Scientists researching the Gulf of Mexico have found an underwater mass of dead biological material that appears to be growing as microscopic algae and bacteria get trapped and die. The blob is at least three feet (90 cm) thick and spans two-thirds of a mile (1 mile = 1 609 meters) parallel to the coast just off the Florida Panhandle, within the site of Perdido Key. The blob smells like rotten eggs and feels similar to jelly.
The researchers have been unable to determine how the blob was formed, where it comes from or where it will go. Tests show that the material is nearly 100% biological and less than a year old. It is also clear that tiny organisms have gotten stuck in the sticky blob and died. Tests carried out by the researchers also showed that the blob has no connection to land.
“It seems to be a combination of algae and bacteria,” says David Hollander, a chemical oceanographer with the University of South Florida. According to Hollander, the substance is toxic and “extraordinarily sticky”.
Scientists are not ruling out a connection to last years’ Deepwater Horizon disaster, but so far none of the tests have shown any sign of oil.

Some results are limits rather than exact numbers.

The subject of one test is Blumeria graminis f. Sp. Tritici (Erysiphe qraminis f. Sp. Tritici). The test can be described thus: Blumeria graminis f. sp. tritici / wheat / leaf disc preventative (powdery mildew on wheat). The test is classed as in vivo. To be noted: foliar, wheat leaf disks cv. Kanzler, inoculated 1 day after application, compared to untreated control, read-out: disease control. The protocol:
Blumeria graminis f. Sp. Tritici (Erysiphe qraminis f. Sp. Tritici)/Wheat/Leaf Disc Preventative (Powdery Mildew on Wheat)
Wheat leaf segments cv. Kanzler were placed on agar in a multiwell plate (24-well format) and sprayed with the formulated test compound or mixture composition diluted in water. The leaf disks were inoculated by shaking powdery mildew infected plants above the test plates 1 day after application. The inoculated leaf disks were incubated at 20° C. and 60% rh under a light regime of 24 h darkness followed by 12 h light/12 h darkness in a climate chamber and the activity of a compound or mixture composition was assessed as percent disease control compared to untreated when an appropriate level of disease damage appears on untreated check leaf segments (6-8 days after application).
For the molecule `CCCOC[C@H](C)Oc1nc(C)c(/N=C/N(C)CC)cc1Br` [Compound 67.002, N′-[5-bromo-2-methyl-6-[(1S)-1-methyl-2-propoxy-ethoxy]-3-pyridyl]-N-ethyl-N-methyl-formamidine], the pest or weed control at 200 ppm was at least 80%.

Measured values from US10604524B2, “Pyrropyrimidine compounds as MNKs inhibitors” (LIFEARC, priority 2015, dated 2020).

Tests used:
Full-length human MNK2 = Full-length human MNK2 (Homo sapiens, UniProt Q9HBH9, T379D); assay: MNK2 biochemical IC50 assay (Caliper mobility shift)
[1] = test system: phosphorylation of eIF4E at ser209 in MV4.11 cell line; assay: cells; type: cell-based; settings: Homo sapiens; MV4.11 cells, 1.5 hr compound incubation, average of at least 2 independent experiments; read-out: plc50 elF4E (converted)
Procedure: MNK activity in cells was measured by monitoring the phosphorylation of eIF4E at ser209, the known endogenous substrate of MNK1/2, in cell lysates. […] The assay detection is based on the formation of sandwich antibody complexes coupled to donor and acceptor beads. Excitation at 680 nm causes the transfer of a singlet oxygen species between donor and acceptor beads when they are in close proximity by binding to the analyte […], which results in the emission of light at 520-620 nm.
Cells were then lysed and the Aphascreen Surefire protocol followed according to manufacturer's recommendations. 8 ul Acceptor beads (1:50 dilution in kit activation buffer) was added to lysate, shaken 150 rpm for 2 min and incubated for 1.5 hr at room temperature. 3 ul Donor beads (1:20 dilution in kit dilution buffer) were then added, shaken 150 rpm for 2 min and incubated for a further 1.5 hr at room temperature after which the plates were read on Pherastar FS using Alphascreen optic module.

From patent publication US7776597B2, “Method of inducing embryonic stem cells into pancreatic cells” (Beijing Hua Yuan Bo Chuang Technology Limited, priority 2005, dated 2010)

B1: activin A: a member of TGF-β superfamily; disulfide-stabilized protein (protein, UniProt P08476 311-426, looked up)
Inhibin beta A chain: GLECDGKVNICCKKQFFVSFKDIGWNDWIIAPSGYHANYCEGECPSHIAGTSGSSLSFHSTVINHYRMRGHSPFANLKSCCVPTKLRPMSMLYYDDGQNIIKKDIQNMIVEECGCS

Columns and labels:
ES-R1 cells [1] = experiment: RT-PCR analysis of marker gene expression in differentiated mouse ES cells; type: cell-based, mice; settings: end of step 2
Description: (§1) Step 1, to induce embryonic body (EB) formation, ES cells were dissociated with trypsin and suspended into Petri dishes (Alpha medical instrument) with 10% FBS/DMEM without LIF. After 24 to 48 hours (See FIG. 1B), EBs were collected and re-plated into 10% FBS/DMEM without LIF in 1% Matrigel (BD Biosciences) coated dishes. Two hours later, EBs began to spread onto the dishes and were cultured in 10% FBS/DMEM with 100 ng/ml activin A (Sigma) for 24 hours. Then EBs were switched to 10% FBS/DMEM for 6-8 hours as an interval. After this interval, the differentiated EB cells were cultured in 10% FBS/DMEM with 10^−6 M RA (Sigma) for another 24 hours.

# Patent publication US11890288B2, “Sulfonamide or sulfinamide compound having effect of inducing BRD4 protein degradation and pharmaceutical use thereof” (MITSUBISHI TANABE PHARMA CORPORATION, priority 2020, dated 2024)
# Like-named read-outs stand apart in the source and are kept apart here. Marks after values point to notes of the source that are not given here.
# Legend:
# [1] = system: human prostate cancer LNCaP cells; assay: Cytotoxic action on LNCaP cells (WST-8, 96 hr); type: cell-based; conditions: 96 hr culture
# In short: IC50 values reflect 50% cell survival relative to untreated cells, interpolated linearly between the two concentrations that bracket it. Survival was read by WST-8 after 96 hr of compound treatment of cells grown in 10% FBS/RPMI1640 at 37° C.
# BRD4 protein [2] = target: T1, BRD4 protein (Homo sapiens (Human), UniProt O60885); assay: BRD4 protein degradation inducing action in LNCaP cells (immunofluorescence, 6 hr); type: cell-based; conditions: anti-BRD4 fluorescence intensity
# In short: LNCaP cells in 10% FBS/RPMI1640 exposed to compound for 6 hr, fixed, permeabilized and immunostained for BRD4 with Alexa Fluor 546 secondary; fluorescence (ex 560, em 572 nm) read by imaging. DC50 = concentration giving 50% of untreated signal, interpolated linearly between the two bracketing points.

Researchers encountered the blob for the first time in December as they were searching for oily sediments on the sea floor. They did find such sediments, but they also got a tip about something weird floating around roughly half a mile from Perdido Pass and this caused them to change their plans and head over to the area to investigate.
The environment where the blob can be found is a relatively pristine sloping shelf. Normally, wave action will sweep away any sediments here.
Hollander and his team are planning to return to the blob within a few weeks to gather more samples, since they were unable to get any material from the bottom of the blob during their last visit. They will also try to map out the entire blob to be able to see exactly how big it is.